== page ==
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    Muslim Brotherhood’s Five-Year Plan

    Muslim Brotherhood’s Five-Year Plan

    The Muslim Brotherhood has announced that it will not run a presidential candidate and will not seek a parliamentary majority in the coming elections.  This announcement is being hailed as a sign of moderation, but it is no such thing.

    The Muslim Brotherhood must know that if it were to assume power so quickly, there would be a military backlash.  Much as the military in Turkey at one time (but no longer) was the guardian of secular society, so too the military in Egypt will be seen in the short run as the protector of secular Egyptian society.  So long as the military is independent and strong, the Muslim Brotherhood must tread lightly.

    Victor Davis Hanson makes the case that the Muslim Brotherhood will follow the Iranian model, with only a year or two needed to take control:

    In other words, when the crowds go home and return to their jobs, the most zealous, organized, and ruthless will go to work to consolidate power. Let us hope for the best — a secular, pro-Western constitutional republic backed by a professional military — and prepare for the worst — two to three years of revolutionary fervor as Islamists, month by month, gain control of the Arab world’s largest state after coming to power by one man, one vote, one time.

    I certainly don’t discount that things could move that quickly, particularly if there were some event which provided a trigger mechanism for a takeover. 

    But the Muslim Brotherhood’s announcement leads me to believe that it will follow the Turkish model, in which Islamist political parties over time gained influence over and ultimately control of the government, and used such power to purge the military of secular forces.  While Turkey is not Iran, yet, the power center of secularism has been neutered.

    If the transition in Egypt is not handled well, and if the more secular forces do not have time to organize and consolidate power in the coming years, the result will be an Islamist state.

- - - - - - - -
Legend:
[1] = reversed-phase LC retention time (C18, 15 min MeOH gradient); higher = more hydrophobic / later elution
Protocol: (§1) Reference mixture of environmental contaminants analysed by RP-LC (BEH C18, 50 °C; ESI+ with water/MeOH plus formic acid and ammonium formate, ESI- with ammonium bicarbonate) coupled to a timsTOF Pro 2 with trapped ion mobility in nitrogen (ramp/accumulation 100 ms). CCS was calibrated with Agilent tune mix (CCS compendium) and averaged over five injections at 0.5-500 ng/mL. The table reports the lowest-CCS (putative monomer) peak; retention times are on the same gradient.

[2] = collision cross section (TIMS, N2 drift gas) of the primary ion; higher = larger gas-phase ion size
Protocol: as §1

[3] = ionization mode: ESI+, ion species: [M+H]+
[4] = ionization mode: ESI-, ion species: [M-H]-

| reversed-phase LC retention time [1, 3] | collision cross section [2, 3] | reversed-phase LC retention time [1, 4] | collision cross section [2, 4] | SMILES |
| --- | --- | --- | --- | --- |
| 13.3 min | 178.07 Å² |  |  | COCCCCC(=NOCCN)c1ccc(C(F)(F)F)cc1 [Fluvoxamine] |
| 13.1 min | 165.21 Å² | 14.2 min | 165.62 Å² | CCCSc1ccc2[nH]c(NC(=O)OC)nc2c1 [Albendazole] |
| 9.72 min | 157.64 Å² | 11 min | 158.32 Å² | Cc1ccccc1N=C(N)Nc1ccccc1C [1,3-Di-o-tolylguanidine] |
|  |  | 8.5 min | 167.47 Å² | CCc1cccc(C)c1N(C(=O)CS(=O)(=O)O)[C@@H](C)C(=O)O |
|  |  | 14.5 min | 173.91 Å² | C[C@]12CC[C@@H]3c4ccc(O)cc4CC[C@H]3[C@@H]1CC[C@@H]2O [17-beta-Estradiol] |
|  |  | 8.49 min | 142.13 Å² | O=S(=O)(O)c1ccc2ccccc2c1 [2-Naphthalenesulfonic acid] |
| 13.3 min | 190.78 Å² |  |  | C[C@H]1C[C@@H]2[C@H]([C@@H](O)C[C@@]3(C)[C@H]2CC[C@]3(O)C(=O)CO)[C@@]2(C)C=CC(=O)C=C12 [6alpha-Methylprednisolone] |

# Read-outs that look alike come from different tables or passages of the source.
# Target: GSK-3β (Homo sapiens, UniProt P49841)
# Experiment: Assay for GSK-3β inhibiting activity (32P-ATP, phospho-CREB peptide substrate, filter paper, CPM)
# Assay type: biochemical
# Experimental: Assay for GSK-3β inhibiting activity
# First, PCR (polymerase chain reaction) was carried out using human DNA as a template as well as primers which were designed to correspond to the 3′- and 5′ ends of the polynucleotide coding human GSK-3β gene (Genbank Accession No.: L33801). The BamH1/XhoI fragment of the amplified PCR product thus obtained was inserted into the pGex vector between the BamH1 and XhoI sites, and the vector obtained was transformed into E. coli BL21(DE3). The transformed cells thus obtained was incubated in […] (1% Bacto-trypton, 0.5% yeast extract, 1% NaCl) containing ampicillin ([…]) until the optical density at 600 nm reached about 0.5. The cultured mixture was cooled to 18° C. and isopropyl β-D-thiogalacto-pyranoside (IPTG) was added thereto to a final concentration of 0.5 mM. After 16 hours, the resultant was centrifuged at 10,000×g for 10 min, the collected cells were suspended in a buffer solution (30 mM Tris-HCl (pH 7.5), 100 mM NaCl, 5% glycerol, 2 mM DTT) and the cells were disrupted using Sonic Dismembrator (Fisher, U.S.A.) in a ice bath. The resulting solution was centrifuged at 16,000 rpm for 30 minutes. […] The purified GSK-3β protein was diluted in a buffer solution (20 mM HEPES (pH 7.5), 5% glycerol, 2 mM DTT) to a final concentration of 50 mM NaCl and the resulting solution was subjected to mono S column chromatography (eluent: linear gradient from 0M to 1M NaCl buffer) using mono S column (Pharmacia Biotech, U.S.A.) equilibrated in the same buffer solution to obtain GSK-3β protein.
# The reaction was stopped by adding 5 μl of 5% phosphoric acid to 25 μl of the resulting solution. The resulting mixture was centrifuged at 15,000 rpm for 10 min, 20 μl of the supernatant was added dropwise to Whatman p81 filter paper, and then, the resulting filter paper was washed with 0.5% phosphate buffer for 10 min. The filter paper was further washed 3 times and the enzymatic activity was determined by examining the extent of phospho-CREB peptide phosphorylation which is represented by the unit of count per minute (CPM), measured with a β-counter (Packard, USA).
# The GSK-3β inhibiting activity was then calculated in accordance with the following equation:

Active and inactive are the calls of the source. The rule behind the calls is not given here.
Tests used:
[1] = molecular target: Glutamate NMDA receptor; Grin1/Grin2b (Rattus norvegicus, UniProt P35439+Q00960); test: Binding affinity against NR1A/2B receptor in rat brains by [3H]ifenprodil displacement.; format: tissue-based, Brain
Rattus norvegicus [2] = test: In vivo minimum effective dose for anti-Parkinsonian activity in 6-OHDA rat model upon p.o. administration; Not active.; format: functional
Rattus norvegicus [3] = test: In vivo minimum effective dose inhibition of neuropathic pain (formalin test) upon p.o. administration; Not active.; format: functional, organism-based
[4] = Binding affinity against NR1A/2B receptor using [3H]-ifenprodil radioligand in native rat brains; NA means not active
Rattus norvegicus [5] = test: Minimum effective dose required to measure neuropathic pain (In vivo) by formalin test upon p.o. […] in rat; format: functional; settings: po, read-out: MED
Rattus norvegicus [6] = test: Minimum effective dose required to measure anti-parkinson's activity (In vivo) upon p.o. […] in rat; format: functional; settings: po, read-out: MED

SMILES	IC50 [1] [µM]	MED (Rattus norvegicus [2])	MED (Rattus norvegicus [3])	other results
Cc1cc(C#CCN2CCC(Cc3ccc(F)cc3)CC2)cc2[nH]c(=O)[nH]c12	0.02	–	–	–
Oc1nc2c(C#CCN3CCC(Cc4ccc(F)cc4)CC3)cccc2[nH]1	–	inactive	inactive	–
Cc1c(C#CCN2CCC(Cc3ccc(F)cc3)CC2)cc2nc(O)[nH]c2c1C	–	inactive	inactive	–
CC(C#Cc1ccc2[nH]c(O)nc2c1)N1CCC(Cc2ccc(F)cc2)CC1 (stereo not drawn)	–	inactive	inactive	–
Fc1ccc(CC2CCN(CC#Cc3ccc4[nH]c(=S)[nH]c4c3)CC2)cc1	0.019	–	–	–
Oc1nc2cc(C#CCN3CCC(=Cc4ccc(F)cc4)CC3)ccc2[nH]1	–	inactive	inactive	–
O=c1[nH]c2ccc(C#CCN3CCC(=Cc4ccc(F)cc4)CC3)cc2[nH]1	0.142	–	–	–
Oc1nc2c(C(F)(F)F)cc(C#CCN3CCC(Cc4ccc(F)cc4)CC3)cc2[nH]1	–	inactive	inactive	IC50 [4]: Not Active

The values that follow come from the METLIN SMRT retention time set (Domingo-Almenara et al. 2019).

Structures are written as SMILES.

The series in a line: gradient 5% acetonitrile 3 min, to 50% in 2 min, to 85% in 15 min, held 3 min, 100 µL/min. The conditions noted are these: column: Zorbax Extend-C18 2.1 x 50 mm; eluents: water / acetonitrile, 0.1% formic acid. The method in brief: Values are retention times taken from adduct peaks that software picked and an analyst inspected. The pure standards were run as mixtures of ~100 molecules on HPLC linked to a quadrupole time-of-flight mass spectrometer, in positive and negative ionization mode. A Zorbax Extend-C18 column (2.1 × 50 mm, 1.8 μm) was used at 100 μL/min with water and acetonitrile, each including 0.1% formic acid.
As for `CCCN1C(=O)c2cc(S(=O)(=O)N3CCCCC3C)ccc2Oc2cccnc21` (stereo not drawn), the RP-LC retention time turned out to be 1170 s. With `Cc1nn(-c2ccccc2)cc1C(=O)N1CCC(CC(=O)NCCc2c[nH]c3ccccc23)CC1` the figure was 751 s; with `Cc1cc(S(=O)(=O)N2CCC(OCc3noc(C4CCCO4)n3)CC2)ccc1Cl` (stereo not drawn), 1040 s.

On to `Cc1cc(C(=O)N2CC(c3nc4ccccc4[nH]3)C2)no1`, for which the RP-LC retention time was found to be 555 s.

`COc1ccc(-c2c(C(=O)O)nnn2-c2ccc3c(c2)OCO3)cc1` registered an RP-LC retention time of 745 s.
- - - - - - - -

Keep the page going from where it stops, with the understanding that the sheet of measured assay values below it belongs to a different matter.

Whether the Islamists in Egypt follow the Iranian or Turkish model really doesn’t matter.  The end result will be the same.

    Hopefully there will be a new model, the Egyptian model, with a very different result.

    ——————————————–
    Related Posts:
    Turkey is Lost to Islamists
    The “Save The Babies of Turkey” Flotilla
    Turkey Looking Like The Next Iran

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    Comments


    5 years will give Israel plenty of time to become both energy independent and under a missile shield. The US can make major progress in the same direction if Obama is kicked to the curb next year.

    If it's a 5-year plan, I can breathe a sigh of relief. Egypt and their scary tourism economy are no threat. If they want to start something, they can always relearn the lessons of their forefathers.


     
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    commoncents | February 13, 2011 at 2:35 pm

    We have 8 (so far) CPAC videos posted right now on Common Cents…

    http://www.commoncts.blogspot.com

    Excellent. You've done a little research. Why can't we expect at least as much from our MSM who spend their time whitewashing Erdogan and whitewashing the Muslim Brotherhood. Bad enough that the IHT featured an op-ed by Hassan al Banna's grandson but today's NYT features a "news analysis" that tells us how wonderful and moderate the organization is:

    Founded by a schoolteacher named Hassan el-Banna in the Suez Canal town of Ismailiyya in 1928, it quickly became the most important political contestant in the country, boasting a vibrant press, delivering weekly lectures from mosques and reaching out to students, civil servants, urban laborers and peasants. It was banned in 1954 under Gamal Abdel Nasser, the founder of Mr. Mubarak’s state, weathering a brutal crackdown that instilled in it the iron discipline of a clandestine movement.

    The repression, which persisted until last month, produced some of the Muslim world’s most militant thinkers, among them Sayyid Qutb, who had a profound impact on militancy across the Muslim world. But remarkably, the movement also evolved over those same years, pursuing coalitions with other political parties since 1984, joining street protests with leftist groups and entering a feeble Parliament as independents, whose demands were not enforcement of Islamic strictures but opposition to martial law.

    Its former leader turned heads in 2005 when he offered a play on the group’s traditional slogan, “Islam is the solution.” “Freedom is the solution,” he declared.

    This is what passes for hard hitting journalism these days. That's why need blogs.


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